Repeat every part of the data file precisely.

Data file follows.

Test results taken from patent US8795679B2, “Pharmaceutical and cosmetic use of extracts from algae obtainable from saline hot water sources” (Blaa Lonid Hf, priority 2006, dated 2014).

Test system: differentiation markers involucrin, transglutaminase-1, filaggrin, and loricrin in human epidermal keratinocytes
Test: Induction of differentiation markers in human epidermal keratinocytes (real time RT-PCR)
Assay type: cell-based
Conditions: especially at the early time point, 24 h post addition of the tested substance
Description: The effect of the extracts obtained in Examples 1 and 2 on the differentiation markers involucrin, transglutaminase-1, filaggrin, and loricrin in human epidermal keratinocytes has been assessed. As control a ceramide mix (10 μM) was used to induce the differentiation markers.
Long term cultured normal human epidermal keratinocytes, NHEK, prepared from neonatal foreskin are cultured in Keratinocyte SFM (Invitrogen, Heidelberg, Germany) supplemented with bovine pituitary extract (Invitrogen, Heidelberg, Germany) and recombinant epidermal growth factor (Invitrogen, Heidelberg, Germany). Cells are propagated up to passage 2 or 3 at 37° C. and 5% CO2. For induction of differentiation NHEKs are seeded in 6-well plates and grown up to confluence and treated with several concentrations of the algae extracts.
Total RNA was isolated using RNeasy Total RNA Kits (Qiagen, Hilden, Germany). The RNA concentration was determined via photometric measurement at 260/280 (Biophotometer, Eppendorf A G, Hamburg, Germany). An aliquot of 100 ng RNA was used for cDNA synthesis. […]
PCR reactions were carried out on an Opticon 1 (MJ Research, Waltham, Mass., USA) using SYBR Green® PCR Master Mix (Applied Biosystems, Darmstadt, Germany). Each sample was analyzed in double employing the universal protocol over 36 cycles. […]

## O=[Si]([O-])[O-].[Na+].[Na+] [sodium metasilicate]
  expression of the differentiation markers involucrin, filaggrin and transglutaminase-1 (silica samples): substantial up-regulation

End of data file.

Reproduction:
Test results taken from patent US8795679B2, “Pharmaceutical and cosmetic use of extracts from algae obtainable from saline hot water sources” (Blaa Lonid Hf, priority 2006, dated 2014).

Test system: differentiation markers involucrin, transglutaminase-1, filaggrin, and loricrin in human epidermal keratinocytes
Test: Induction of differentiation markers in human epidermal keratinocytes (real time RT-PCR)
Assay type: cell-based
Conditions: especially at the early time point, 24 h post addition of the tested substance
Description: The effect of the extracts obtained in Examples 1 and 2 on the differentiation markers involucrin, transglutaminase-1, filaggrin, and loricrin in human epidermal keratinocytes has been assessed. As control a ceramide mix (10 μM) was used to induce the differentiation markers.
Long term cultured normal human epidermal keratinocytes, NHEK, prepared from neonatal foreskin are cultured in Keratinocyte SFM (Invitrogen, Heidelberg, Germany) supplemented with bovine pituitary extract (Invitrogen, Heidelberg, Germany) and recombinant epidermal growth factor (Invitrogen, Heidelberg, Germany). Cells are propagated up to passage 2 or 3 at 37° C. and 5% CO2. For induction of differentiation NHEKs are seeded in 6-well plates and grown up to confluence and treated with several concentrations of the algae extracts.
Total RNA was isolated using RNeasy Total RNA Kits (Qiagen, Hilden, Germany). The RNA concentration was determined via photometric measurement at 260/280 (Biophotometer, Eppendorf A G, Hamburg, Germany). An aliquot of 100 ng RNA was used for cDNA synthesis. […]
PCR reactions were carried out on an Opticon 1 (MJ Research, Waltham, Mass., USA) using SYBR Green® PCR Master Mix (Applied Biosystems, Darmstadt, Germany). Each sample was analyzed in double employing the universal protocol over 36 cycles. […]

## O=[Si]([O-])[O-].[Na+].[Na+] [sodium metasilicate]
  expression of the differentiation markers involucrin, filaggrin and transglutaminase-1 (silica samples): substantial up-regulation